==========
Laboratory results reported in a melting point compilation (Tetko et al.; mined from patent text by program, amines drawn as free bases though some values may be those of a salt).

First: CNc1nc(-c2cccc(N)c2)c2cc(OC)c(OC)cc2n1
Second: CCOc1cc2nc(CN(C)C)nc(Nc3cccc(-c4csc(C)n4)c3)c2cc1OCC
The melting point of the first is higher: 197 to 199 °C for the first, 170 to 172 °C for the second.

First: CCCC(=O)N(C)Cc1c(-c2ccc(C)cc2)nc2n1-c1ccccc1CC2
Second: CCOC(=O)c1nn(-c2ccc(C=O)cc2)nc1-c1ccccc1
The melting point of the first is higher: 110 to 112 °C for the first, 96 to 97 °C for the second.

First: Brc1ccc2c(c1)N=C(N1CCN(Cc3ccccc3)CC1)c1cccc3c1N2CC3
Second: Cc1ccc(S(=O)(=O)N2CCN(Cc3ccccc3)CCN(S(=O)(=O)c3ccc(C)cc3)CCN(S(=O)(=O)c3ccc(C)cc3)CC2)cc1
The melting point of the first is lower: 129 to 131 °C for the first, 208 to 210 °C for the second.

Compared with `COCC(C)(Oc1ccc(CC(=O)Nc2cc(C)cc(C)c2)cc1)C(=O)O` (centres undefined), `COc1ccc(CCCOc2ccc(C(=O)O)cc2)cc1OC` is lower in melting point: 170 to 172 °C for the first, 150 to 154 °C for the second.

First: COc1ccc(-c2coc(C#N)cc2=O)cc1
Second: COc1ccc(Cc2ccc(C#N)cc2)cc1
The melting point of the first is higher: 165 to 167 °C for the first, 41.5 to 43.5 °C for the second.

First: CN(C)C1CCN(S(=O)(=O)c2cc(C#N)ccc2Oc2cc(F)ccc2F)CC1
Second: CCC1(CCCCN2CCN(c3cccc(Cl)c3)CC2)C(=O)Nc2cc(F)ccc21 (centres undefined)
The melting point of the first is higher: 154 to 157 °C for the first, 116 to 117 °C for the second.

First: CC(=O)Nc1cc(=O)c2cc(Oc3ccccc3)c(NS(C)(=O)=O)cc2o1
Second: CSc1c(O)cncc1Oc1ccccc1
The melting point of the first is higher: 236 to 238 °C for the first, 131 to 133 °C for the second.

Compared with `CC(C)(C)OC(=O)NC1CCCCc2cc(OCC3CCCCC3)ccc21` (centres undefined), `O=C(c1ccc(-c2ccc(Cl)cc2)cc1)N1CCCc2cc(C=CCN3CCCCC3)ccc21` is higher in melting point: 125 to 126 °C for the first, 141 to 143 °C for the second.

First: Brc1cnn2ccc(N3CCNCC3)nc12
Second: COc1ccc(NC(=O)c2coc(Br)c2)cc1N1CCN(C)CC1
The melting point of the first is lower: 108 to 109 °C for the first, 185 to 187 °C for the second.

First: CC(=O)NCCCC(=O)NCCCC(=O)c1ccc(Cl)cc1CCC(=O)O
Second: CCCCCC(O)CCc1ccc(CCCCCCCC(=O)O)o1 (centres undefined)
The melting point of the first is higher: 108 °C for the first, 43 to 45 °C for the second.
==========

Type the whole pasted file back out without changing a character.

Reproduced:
Laboratory results reported in a melting point compilation (Tetko et al.; mined from patent text by program, amines drawn as free bases though some values may be those of a salt).

First: CNc1nc(-c2cccc(N)c2)c2cc(OC)c(OC)cc2n1
Second: CCOc1cc2nc(CN(C)C)nc(Nc3cccc(-c4csc(C)n4)c3)c2cc1OCC
The melting point of the first is higher: 197 to 199 °C for the first, 170 to 172 °C for the second.

First: CCCC(=O)N(C)Cc1c(-c2ccc(C)cc2)nc2n1-c1ccccc1CC2
Second: CCOC(=O)c1nn(-c2ccc(C=O)cc2)nc1-c1ccccc1
The melting point of the first is higher: 110 to 112 °C for the first, 96 to 97 °C for the second.

First: Brc1ccc2c(c1)N=C(N1CCN(Cc3ccccc3)CC1)c1cccc3c1N2CC3
Second: Cc1ccc(S(=O)(=O)N2CCN(Cc3ccccc3)CCN(S(=O)(=O)c3ccc(C)cc3)CCN(S(=O)(=O)c3ccc(C)cc3)CC2)cc1
The melting point of the first is lower: 129 to 131 °C for the first, 208 to 210 °C for the second.

Compared with `COCC(C)(Oc1ccc(CC(=O)Nc2cc(C)cc(C)c2)cc1)C(=O)O` (centres undefined), `COc1ccc(CCCOc2ccc(C(=O)O)cc2)cc1OC` is lower in melting point: 170 to 172 °C for the first, 150 to 154 °C for the second.

First: COc1ccc(-c2coc(C#N)cc2=O)cc1
Second: COc1ccc(Cc2ccc(C#N)cc2)cc1
The melting point of the first is higher: 165 to 167 °C for the first, 41.5 to 43.5 °C for the second.

First: CN(C)C1CCN(S(=O)(=O)c2cc(C#N)ccc2Oc2cc(F)ccc2F)CC1
Second: CCC1(CCCCN2CCN(c3cccc(Cl)c3)CC2)C(=O)Nc2cc(F)ccc21 (centres undefined)
The melting point of the first is higher: 154 to 157 °C for the first, 116 to 117 °C for the second.

First: CC(=O)Nc1cc(=O)c2cc(Oc3ccccc3)c(NS(C)(=O)=O)cc2o1
Second: CSc1c(O)cncc1Oc1ccccc1
The melting point of the first is higher: 236 to 238 °C for the first, 131 to 133 °C for the second.

Compared with `CC(C)(C)OC(=O)NC1CCCCc2cc(OCC3CCCCC3)ccc21` (centres undefined), `O=C(c1ccc(-c2ccc(Cl)cc2)cc1)N1CCCc2cc(C=CCN3CCCCC3)ccc21` is higher in melting point: 125 to 126 °C for the first, 141 to 143 °C for the second.

First: Brc1cnn2ccc(N3CCNCC3)nc12
Second: COc1ccc(NC(=O)c2coc(Br)c2)cc1N1CCN(C)CC1
The melting point of the first is lower: 108 to 109 °C for the first, 185 to 187 °C for the second.

First: CC(=O)NCCCC(=O)NCCCC(=O)c1ccc(Cl)cc1CCC(=O)O
Second: CCCCCC(O)CCc1ccc(CCCCCCCC(=O)O)o1 (centres undefined)
The melting point of the first is higher: 108 °C for the first, 43 to 45 °C for the second.